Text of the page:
In addition, the Harvard Lampoon has parodied books for many years such as: "Harvard Lampoon Big Book of College Life" (1978); "Harvard Education in a Book" (1991); and "The Harvard Lampoon Bored of the Rings" (1969) (an undated cover is of record). Complainant's most recent book parody is of the Twilight vampire books called "Nightlight", published in 2009.
Complainant maintains a website at the domain name <harvardlampoon.com>.
Respondent Reflex Publishing Inc. owns the Domain Name, which it registered in 1998. When Internet users enter the Domain Name, they are redirected to a website at <cyberfinder.com>. That website features links arranged by subject matter, which linked pages (identified as Sponsored Results) have links that lead to various websites dealing with a wide variety of subject ranging from health and entertainment to communications and travel, although not covering, overtly, humorous, parodical or satirical subjects.
5. Parties’ Contentions
In 1969, the Harvard Lampoon licensed the LAMPOON Mark to the National Lampoon, founded that year. Pursuant to an arrangement between the parties, the National Lampoon created the National Lampoon magazine, a live show (“The National Lampoon Lemmings”), a radio show “The National Lampoon Radio Hour”) and movies (e.g., “Animal House”). The Harvard Lampoon has also launched the careers of writers and comedians, and alumni have been involved in creating or writing television shows (e.g., “The Simpsons”, “Saturday Night Live” and “The Office”).
The webpage corresponding to the Domain Name has nothing to do with any meaning of the word "lampoon." It has been used for sponsored links since at least 2004. Before that time, Respondent either used the Domain Name as a parked site or did not use it at all.
The Registrations are prima facie evidence that the LAMPOON Mark is valid and inherently distinctive. Complainant has established strong common law rights in the LAMPOON Mark as a result of its 135 years of use. This was confirmed by the United States District Court for the Southern District of New York in the case National Lampoon, Inc. v. American Broadcasting Cos., 376 F. Supp. 733 (S.D.N.Y. 1974), aff'd per curiam, 497 F.2d 1343 (2d Cir. 1974). The Domain Name is confusingly similar to the LAMPOON Mark insofar as it consists entirely of the LAMPOON Mark with no variation other than the generic top-level domain ".com" which is insufficient to avoid confusion.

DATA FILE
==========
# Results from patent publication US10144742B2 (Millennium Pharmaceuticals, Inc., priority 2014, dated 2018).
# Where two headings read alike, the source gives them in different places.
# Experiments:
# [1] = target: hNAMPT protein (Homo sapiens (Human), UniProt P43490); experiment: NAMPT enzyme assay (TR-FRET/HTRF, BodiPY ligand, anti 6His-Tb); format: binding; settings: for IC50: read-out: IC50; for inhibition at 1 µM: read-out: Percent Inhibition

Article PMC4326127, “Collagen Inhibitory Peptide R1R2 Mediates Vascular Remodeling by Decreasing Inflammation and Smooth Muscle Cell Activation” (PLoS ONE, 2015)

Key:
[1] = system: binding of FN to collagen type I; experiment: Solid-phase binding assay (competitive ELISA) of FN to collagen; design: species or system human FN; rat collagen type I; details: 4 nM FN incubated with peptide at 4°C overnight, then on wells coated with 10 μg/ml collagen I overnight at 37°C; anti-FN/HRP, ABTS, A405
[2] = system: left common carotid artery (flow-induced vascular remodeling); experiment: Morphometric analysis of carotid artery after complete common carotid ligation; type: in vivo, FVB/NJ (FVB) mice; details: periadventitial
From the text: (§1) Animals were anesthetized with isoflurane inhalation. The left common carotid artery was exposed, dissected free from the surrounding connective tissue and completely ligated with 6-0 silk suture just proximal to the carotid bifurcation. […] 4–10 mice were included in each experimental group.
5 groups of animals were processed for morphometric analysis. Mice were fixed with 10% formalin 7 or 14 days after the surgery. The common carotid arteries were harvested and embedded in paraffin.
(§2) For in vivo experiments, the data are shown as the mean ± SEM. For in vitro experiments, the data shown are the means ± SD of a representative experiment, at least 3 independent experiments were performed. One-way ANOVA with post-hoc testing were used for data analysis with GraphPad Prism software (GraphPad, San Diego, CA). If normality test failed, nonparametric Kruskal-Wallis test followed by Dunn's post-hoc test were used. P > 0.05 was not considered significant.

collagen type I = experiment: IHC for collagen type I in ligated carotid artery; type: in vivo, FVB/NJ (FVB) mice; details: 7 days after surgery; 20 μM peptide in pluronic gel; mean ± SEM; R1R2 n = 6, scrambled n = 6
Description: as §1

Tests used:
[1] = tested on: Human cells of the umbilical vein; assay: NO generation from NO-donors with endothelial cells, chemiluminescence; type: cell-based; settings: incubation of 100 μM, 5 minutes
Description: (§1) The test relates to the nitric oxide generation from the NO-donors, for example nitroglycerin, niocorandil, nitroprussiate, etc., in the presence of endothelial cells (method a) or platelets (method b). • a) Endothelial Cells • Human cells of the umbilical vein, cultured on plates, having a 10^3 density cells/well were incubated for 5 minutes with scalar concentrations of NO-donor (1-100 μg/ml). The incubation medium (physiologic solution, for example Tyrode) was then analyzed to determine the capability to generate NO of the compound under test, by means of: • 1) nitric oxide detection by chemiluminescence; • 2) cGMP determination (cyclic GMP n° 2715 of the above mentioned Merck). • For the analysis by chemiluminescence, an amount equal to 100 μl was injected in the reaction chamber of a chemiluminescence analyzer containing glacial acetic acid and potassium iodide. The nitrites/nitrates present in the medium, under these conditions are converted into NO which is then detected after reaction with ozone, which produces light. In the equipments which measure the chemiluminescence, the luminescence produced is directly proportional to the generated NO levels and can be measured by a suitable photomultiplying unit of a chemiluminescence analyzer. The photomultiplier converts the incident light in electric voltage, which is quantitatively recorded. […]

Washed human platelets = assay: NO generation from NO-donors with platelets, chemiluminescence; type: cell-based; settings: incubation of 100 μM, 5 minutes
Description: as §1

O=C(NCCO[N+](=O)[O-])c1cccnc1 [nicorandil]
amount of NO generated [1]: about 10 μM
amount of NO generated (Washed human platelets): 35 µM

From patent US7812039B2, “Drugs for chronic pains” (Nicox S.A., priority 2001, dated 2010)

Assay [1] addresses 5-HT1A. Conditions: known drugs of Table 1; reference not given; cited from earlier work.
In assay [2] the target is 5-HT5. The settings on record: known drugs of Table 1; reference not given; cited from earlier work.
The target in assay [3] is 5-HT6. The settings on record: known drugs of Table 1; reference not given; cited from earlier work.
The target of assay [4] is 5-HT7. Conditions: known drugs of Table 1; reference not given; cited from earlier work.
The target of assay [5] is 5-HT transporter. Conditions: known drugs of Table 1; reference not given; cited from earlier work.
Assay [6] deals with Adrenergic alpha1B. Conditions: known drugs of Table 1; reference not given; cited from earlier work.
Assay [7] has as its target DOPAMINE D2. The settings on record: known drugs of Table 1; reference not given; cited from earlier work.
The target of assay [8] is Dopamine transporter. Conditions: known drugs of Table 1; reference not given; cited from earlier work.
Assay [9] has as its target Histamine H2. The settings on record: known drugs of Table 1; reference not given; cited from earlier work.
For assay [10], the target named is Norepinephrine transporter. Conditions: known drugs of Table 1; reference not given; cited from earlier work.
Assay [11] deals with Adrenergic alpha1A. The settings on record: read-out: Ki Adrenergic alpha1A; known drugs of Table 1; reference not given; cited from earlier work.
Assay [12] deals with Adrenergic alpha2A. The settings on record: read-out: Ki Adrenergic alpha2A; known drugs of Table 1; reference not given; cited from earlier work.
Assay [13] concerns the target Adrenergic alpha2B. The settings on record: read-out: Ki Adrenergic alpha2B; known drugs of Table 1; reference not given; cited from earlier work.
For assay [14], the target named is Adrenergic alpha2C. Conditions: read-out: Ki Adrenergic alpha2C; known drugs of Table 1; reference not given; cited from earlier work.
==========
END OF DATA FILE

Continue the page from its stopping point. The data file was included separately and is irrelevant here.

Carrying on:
Respondent has no rights or legitimate interests in the Domain Name. Respondent has never used the Domain Name in connection with a bona fide offering of goods or services. The webpage corresponding to the Domain Name is nothing more than an assortment of links, akin to a parked web page that is not a bona fide use under Paragraph 4(c). Also, Respondent is not commonly known as “Lampoon”; it is Reflex Publishing Inc. Even if Respondent were commonly known as “Lampoon”, this would not establish rights or legitimate interests in the Domain Name since it must have adopted this name with full knowledge of Complainant and its rights. Respondent is located in the United States of America where Complainant and its offerings are best known, and where it owns multiple trademark registrations for the LAMPOON Mark. Lastly, use of a Domain Name to direct users to a webpage with nothing more than links does not constitute noncommercial or fair use.